New theory explains enhanced superconductivity in nanowires

CHAMPAIGN, Ill. -- Superconducting wires are used in magnetic resonance imaging machines, high-speed magnetic-levitation trains, and in sensitive devices that detect variations in the magnetic field of a brain. Eventually, ultra-narrow superconducting wires might be used in power lines designed to carry electrical energy long distances with little loss.

Now, researchers at the University of Illinois at Urbana-Champaign not only have discovered an unusual phenomenon in which ultra-narrow wires show enhanced superconductivity when exposed to strong magnetic fields, they also have developed a theory to explain it.

Magnetic fields are generally observed to suppress a material's ability to exhibit superconductivity – the ability of materials to carry electrical current without any resistance at low enough temperatures. Deviations from this convention have been observed, but there is no commonly accepted explanation for these exceptions, although several ideas have been proposed.

As reported in the Sept. 29 issue of Physical Review Letters, U. of I. physics professor Alexey Bezryadin (pronounced BEZ-ree-ah-dun) and his research group have studied the effect of applying a magnetic field to ultra-narrow superconducting wires only a few hundred atoms across, and have used a microscopic theory proposed by physics professor Paul Goldbart and his team to explain the results.

"My group discovered that magnetic fields can enhance the critical current in superconducting wires with very small diameters," Bezryadin said. "We spoke with many colleagues and reached the consensus that this phenomenon is indeed curious."

Magnetic fields have long been known to suppress superconductivity by raising the kinetic energy of the electrons and by influencing the electron spins. Magnetic atoms, if present in the wires, also inhibit superconductivity.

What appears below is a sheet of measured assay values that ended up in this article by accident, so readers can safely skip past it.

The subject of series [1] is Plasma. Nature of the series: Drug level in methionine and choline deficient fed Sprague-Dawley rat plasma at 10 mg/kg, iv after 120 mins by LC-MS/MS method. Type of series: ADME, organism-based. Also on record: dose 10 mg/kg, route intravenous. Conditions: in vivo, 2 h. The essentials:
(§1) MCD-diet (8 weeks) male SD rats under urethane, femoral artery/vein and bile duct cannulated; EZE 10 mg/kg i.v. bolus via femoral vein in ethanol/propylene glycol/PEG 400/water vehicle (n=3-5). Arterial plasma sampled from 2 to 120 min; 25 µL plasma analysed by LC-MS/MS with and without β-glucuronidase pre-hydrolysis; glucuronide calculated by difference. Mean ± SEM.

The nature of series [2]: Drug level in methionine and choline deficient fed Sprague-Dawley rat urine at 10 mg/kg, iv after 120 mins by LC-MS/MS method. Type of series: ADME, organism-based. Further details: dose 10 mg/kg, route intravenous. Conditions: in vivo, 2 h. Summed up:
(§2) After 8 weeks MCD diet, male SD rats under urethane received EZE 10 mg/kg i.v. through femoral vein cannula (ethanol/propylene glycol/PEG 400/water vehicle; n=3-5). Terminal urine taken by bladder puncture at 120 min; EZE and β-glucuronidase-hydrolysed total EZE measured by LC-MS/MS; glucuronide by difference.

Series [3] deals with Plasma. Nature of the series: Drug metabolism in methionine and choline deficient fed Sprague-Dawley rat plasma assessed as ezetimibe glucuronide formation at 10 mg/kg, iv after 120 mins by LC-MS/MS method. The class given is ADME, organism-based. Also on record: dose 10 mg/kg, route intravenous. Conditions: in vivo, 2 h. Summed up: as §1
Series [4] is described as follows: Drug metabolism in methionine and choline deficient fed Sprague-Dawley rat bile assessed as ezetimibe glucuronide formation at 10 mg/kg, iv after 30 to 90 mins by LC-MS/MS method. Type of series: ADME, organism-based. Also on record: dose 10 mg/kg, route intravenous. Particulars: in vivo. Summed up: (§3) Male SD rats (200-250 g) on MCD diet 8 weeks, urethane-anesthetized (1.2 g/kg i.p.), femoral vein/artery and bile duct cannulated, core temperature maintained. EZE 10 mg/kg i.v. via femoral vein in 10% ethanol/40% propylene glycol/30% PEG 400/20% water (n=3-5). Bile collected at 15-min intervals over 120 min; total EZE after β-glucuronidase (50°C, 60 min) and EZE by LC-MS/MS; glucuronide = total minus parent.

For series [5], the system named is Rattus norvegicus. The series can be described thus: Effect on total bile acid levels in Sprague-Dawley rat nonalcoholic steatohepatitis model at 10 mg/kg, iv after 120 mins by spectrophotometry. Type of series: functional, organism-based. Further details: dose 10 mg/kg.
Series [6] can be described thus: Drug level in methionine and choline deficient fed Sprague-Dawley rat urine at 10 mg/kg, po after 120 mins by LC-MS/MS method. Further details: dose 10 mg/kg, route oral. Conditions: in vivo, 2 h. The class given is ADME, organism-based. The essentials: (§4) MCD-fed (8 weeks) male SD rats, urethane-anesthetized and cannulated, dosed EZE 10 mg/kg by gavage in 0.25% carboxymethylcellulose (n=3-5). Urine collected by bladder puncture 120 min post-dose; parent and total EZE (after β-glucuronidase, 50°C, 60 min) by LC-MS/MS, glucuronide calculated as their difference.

Nevertheless, as reported in the Sept. 15 issue of Europhysics Letters, Goldbart, postdoctoral researcher Tzu-Chieh Wei and graduate student David Pekker proposed that the enhancement observed by Bezyradin's group was due to magnetic moments in the wires.

"Even though the two effects – magnetic fields and magnetic moments – work separately to diminish superconductivity, together one effect weakens the other, leading to an enhancement of the superconducting properties, at least until very large fields are applied," Goldbart said.

As for the origin of these magnetic moments, the collaborating groups proposed that exposure of the wires to oxygen in the atmosphere causes magnetic moments to form on the wire surfaces. On their own, the moments weaken the superconductivity, but the magnetic field inhibits their ability to do this. This effect shows up in ultra-narrow wires because so many of their atoms lie near the surface, where the magnetic moments form.

With postdoctoral research associate Andrey Rogachev (now a physics professor at the University of Utah) and graduate student Anthony Bollinger, Bezryadin deposited either niobium or an alloy of molybdenum and germanium onto carbon nanotubes to fabricate wires that were less than 10 nanometers wide. The superconductivity of these wires under a range of applied magnetic fields was examined, and the experimental results were compared with the proposed theory, revealing an excellent correlation between the two.

"The results of this work may provide a key to explaining our previous findings that nanowires undergo an abrupt transition from superconductor to insulator as they get smaller," said Bezryadin, referring to work published in the Sept. 27 issue of Europhysics Letters.

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The work was funded by the U.S. Department of Energy and the National Science Foundation.


Last reviewed: By John M. Grohol, Psy.D. on 21 Feb 2009
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